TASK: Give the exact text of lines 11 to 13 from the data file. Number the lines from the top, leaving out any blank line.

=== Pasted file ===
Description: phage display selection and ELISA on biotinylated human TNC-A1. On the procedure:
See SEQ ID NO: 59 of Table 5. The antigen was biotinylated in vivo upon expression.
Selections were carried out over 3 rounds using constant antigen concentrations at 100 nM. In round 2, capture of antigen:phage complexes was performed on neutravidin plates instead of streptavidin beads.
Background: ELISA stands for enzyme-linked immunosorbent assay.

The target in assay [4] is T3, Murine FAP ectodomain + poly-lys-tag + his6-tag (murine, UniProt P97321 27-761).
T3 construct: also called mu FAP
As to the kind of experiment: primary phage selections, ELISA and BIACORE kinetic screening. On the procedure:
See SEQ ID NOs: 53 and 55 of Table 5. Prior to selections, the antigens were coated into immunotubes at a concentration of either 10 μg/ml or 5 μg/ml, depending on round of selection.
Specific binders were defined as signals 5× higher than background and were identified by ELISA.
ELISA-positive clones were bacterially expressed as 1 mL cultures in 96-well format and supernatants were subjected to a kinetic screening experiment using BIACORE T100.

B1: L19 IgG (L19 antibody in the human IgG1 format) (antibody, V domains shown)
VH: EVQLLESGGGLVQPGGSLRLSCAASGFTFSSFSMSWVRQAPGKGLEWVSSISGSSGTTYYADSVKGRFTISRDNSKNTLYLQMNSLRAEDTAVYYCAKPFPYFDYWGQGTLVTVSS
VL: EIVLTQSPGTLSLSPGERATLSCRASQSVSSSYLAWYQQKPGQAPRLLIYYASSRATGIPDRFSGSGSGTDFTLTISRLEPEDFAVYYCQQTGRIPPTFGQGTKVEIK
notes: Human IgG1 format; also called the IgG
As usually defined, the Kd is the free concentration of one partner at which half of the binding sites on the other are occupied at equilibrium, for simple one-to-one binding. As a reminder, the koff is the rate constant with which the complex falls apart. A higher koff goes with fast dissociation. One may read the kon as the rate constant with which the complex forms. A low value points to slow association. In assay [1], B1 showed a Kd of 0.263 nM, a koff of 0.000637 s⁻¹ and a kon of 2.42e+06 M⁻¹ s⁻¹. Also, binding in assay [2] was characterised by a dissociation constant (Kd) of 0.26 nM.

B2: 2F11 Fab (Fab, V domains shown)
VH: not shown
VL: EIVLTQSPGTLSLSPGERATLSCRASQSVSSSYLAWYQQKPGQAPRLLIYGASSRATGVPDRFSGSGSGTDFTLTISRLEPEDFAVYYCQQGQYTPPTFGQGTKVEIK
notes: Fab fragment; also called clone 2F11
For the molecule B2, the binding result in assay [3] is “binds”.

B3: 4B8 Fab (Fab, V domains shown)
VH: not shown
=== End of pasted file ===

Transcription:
B1: L19 IgG (L19 antibody in the human IgG1 format) (antibody, V domains shown)
VH: EVQLLESGGGLVQPGGSLRLSCAASGFTFSSFSMSWVRQAPGKGLEWVSSISGSSGTTYYADSVKGRFTISRDNSKNTLYLQMNSLRAEDTAVYYCAKPFPYFDYWGQGTLVTVSS
VL: EIVLTQSPGTLSLSPGERATLSCRASQSVSSSYLAWYQQKPGQAPRLLIYYASSRATGIPDRFSGSGSGTDFTLTISRLEPEDFAVYYCQQTGRIPPTFGQGTKVEIK